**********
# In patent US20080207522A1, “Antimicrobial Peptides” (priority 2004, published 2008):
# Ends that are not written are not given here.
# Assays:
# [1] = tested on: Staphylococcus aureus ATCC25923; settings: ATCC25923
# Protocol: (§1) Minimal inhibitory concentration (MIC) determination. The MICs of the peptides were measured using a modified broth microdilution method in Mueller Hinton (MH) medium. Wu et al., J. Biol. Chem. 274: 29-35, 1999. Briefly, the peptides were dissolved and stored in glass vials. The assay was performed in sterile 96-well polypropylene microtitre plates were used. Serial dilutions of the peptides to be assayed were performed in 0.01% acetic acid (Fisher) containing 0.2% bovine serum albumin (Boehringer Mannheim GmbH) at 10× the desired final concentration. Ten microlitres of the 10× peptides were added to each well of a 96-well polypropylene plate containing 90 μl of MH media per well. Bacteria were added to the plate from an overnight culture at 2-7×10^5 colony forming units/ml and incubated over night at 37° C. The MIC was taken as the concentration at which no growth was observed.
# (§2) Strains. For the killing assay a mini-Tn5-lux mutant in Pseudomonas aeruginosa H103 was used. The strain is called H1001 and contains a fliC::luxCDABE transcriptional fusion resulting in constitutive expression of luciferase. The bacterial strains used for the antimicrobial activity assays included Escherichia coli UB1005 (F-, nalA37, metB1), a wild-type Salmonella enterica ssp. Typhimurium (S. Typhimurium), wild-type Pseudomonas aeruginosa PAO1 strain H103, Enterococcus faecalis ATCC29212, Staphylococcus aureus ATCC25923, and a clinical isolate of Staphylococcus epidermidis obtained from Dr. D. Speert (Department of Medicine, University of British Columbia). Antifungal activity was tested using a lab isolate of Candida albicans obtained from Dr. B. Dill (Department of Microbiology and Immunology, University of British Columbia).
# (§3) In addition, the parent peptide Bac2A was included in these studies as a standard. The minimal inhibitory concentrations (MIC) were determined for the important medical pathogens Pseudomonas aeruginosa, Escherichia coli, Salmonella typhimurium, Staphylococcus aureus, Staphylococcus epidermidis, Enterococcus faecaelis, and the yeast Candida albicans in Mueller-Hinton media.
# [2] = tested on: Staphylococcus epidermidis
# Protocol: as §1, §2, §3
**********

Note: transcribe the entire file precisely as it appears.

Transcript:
# In patent US20080207522A1, “Antimicrobial Peptides” (priority 2004, published 2008):
# Ends that are not written are not given here.
# Assays:
# [1] = tested on: Staphylococcus aureus ATCC25923; settings: ATCC25923
# Protocol: (§1) Minimal inhibitory concentration (MIC) determination. The MICs of the peptides were measured using a modified broth microdilution method in Mueller Hinton (MH) medium. Wu et al., J. Biol. Chem. 274: 29-35, 1999. Briefly, the peptides were dissolved and stored in glass vials. The assay was performed in sterile 96-well polypropylene microtitre plates were used. Serial dilutions of the peptides to be assayed were performed in 0.01% acetic acid (Fisher) containing 0.2% bovine serum albumin (Boehringer Mannheim GmbH) at 10× the desired final concentration. Ten microlitres of the 10× peptides were added to each well of a 96-well polypropylene plate containing 90 μl of MH media per well. Bacteria were added to the plate from an overnight culture at 2-7×10^5 colony forming units/ml and incubated over night at 37° C. The MIC was taken as the concentration at which no growth was observed.
# (§2) Strains. For the killing assay a mini-Tn5-lux mutant in Pseudomonas aeruginosa H103 was used. The strain is called H1001 and contains a fliC::luxCDABE transcriptional fusion resulting in constitutive expression of luciferase. The bacterial strains used for the antimicrobial activity assays included Escherichia coli UB1005 (F-, nalA37, metB1), a wild-type Salmonella enterica ssp. Typhimurium (S. Typhimurium), wild-type Pseudomonas aeruginosa PAO1 strain H103, Enterococcus faecalis ATCC29212, Staphylococcus aureus ATCC25923, and a clinical isolate of Staphylococcus epidermidis obtained from Dr. D. Speert (Department of Medicine, University of British Columbia). Antifungal activity was tested using a lab isolate of Candida albicans obtained from Dr. B. Dill (Department of Microbiology and Immunology, University of British Columbia).
# (§3) In addition, the parent peptide Bac2A was included in these studies as a standard. The minimal inhibitory concentrations (MIC) were determined for the important medical pathogens Pseudomonas aeruginosa, Escherichia coli, Salmonella typhimurium, Staphylococcus aureus, Staphylococcus epidermidis, Enterococcus faecaelis, and the yeast Candida albicans in Mueller-Hinton media.
# [2] = tested on: Staphylococcus epidermidis
# Protocol: as §1, §2, §3